The University of Southampton
Geography and Environment

F800 BSc Geography (3 years)

BSc Geography at Southampton is designed for students interested in the physical and natural science aspects of geography. You’ll have the opportunity to study a range of environments and practise a variety of monitoring and research techniques.

Introducing your degree

Our BSc Geography degree will show you the landforms and processes on our Earth’s surface in a whole new light. On this course you will study the natural and physical science aspects of geography, including gaining a better understanding of climate change, both in the past and how it might influence our world in the future, you will discover how to read a landscape and the processes that help to shape it.

You will learn how to gain an appreciation of our changing world as viewed from space and how to use Geographical Information Systems to interrogate and analyse spatial data. The overseas field course is an important milestone in developing your skills as a researcher, giving you the opportunity to study the landscape in more detail. Further optional overseas field courses allow you to hone these skills in the unique environments that alpine and tropical locations offer. Graduates of this course are consistently amongst the most employable of those leaving university and find themselves eligible for a huge variety of careers in many different sectors. From public policy to environmental consultancy, from teaching to financial services; most industries require the analytical and research skills that our graduates will be proficient in.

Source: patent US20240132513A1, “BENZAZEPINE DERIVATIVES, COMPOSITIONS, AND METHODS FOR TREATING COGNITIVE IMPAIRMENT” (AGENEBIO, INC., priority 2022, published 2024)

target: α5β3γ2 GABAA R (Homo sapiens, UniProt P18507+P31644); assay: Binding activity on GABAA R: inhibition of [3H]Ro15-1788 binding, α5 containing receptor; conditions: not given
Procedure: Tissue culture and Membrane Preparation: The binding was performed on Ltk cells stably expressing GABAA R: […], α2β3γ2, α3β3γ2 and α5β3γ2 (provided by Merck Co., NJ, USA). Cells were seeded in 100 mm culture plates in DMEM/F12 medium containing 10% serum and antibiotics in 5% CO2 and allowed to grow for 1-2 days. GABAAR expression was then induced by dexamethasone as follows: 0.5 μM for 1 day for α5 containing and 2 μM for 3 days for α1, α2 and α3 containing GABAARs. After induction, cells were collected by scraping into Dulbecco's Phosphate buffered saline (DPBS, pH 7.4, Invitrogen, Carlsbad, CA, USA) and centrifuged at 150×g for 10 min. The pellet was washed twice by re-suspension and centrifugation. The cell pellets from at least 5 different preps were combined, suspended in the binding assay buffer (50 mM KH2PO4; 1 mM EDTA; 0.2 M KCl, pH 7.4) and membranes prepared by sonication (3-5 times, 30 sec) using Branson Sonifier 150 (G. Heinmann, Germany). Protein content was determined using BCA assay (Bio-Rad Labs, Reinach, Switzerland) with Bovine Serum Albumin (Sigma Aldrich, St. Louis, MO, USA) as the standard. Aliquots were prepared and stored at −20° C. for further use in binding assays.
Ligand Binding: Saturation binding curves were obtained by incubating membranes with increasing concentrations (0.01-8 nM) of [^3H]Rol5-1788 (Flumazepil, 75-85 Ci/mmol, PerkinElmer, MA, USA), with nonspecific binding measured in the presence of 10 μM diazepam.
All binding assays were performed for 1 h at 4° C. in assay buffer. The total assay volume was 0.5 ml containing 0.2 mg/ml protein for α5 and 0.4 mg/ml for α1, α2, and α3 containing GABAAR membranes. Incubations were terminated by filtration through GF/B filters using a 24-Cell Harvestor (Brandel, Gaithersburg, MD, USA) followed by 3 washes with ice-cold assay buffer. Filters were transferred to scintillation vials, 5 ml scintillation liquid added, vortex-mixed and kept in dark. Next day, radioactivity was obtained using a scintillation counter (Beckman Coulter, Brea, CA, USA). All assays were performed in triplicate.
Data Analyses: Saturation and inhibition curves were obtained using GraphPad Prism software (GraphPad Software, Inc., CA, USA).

What is this?(More Information)This information is based on historical data and may have been aggregated. Find out more.

Programme Structure

View the programme specification document for this course

Key Facts

  • 93% of BSc Geography students were satisfied with the course overall (NSS 2015)
  • Flexible, interdisciplinary programmes with research projects in year three
  • Ranked 13th in The Guardian university league tables 2016
  • Exciting fieldwork opportunities in Europe and South East Asia allow you to apply your knowledge in the field
  • Outstanding academic team and world-class facilities
  • International exchange opportunities in Europe, Canada, Singapore and Australia

Entry Requirements

Typical entry requirements

A Levels:
GCE A-levelOur A-level entry requirements for 2017/18 intake are 3 A-levels achieved at grades AAA or 3 A-levels achieved at grades AAB and a grade A in the Extended Project Qualification. All applicants must have A-level Geography.
International Baccalaureate36 points overall with 18 at Higher Level (Geography must be offered at Higher Level)
Alternative Qualifications

We welcome applications from candidates offering qualifications other than A and AS-levels (including BTEC, European Baccalaureate, Irish Leaving Certificate and Scottish Highers). You will be expected to attain an equivalent standard to an A-level applicant. These will be considered on an individual basis.

International applications